After a biopsy, I was diagnosed with morphea at age fourteen. A small spot, size of a quarter on my lower back that progressed to the size of two of my hands. Being an obstinate teen, I did not really listen much to all that adult chatter, but wish I had!
I was on Potaba, twenty pills a day until my early twenties, when I decided I was going to take control of my life and heck with the scleroderma. I was going to do what I wanted when I wanted. I stopped taking scleroderma medicines, stopped going to scleroderma doctors and the worst rebellious decision was that I started smoking. No one was going to tell me what not to do. We all make dumb mistakes and that was my biggest one. I am now struggling to quit, with limited success.
I really did not have a lot of symptoms early on, just itching, cold hands and feet and low self-esteem issues due to everyone always staring when my back was exposed (in the locker room, swimming, etc).
Over the years the affected skin area continued to spread, then stop, spread, then stop, until one day my brain dinged… It always stopped in the summer. So one fall when it was spreading, I decided to test my theory and went to a tanning bed for a month, and sure enough it stopped spreading! Now every time I start itching and notice it spreading, I go tan. I have no clue if these are the same rays that I have heard talk about, and I am not endorsing tanning beds. I just know it has worked for me to stop the spreading. It does not help with other symptoms, though.
Other problems I have had as an adult is cold, cramped, tingling and numb hands and feet; acid reflux that I ended up having some kind of stomach wrap surgery for because medication stopped working; three broken bones in two years, diagnosed with Crohn's disease which my gastroenterologist chalks up to the scleroderma; two ear surgeries to remove excessive scarring and insert prothesises so I could hear at a normal level again.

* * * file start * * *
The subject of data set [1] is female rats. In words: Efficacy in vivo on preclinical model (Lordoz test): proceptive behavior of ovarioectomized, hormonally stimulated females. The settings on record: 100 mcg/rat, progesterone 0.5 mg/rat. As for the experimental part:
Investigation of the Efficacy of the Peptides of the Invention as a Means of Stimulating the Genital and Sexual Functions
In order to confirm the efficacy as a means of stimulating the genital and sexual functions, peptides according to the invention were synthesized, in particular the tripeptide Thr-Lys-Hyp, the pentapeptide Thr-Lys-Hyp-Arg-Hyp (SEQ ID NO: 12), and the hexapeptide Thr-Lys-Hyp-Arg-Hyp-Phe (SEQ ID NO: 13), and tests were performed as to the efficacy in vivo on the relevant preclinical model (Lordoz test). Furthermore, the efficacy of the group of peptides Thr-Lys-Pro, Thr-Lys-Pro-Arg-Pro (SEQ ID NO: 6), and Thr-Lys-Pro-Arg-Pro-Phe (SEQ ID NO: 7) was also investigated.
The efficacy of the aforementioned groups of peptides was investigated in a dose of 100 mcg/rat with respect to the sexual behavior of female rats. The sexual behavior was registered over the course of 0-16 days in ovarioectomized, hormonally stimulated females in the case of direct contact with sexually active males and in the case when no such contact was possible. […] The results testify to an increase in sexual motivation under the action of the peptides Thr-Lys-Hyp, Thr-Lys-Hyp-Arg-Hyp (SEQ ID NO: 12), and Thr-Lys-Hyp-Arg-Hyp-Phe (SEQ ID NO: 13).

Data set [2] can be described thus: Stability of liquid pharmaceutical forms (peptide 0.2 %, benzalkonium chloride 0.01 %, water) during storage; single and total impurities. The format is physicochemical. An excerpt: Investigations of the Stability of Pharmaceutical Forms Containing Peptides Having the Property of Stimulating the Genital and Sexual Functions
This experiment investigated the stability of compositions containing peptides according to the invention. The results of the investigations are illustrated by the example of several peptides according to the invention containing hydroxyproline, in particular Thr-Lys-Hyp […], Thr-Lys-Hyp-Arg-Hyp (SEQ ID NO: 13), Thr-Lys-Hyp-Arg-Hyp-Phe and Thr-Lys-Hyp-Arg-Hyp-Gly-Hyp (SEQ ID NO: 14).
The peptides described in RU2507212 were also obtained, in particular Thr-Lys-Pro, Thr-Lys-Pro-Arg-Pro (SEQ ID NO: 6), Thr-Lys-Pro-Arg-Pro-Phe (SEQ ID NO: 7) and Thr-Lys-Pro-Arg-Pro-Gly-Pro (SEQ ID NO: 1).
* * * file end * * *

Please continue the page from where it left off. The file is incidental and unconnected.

The skin area now affected starts midway down my shoulder-blades, goes around my sides to my abdomen and clear down my lower back. I also have what looks like a map of the Hawaiian Islands in one area. It is all one large area except for my "islands". The skin is indented, kind of reddish and white, and looks to be thin with veins showing through.
After many years of not seeing doctors and thinking I could do this on my own, I have finally grown up (at thirty-seven years old) and have my first doctor's appointment with a rheumatologist in fifteen years. What woke me up is that I am also now having a lot of mid-back pain. I believe the scleroderma is affecting my back muscles. I quit full time work as an EMT because I was having a hard time lifting and having a hard time starting IVs and drawing med's with my cold, numb, cramped hands.
I have fears that I will lose the use of my back muscles if it gets too bad. I am afraid to see the doctor because I might get a diagnosis that I do not want (like what if I have systemic scleroderma, also).
I am tired of just dealing with the pain. I am tired of dealing with my family doctor who does not know anything and does not want to prescribe pain medications, even when I tell her that taking over-the-counter stuff is like eating skittles.
I fear I will never get back to work to the job I love. I am taking this step towards the rheumatologist because I know I have to, but I am afraid.
Webmaster's Note: Recent research shows that about 0 to 2% of people with morphea may eventually develop systemic scleroderma. About 25% of people with morphea may experience one or two symptoms beyond just skin involvement, without further progression. In other words, 75% of people with morphea will not have any other symptoms, and 98 to 100% (depending on the study) will not progress to systemic scleroderma. Certain antibodies may help detect those who are at risk for progression.
New email address needed.
Old Email Prefix: jens
Story edited 02-01-06 JTD
Story posted 02-04-06 SLE
New email address needed 05-01-08 SLE
ISN Senior Artist: Sherrill Knaggs
Story Editor: Judith Devlin
Causes of Scleroderma
What is Scleroderma?
Limited Systemic Scleroderma
SCLERO.ORG is the world's leading nonprofit for trustworthy research, support, education and awareness for scleroderma and related illnesses.
We are a service of the nonprofit International Scleroderma Network (ISN), which is a 501(c)(3) U.S.-based public charitable foundation, established in 2002. Meet Our Team, or Volunteer. Donations may also be mailed to: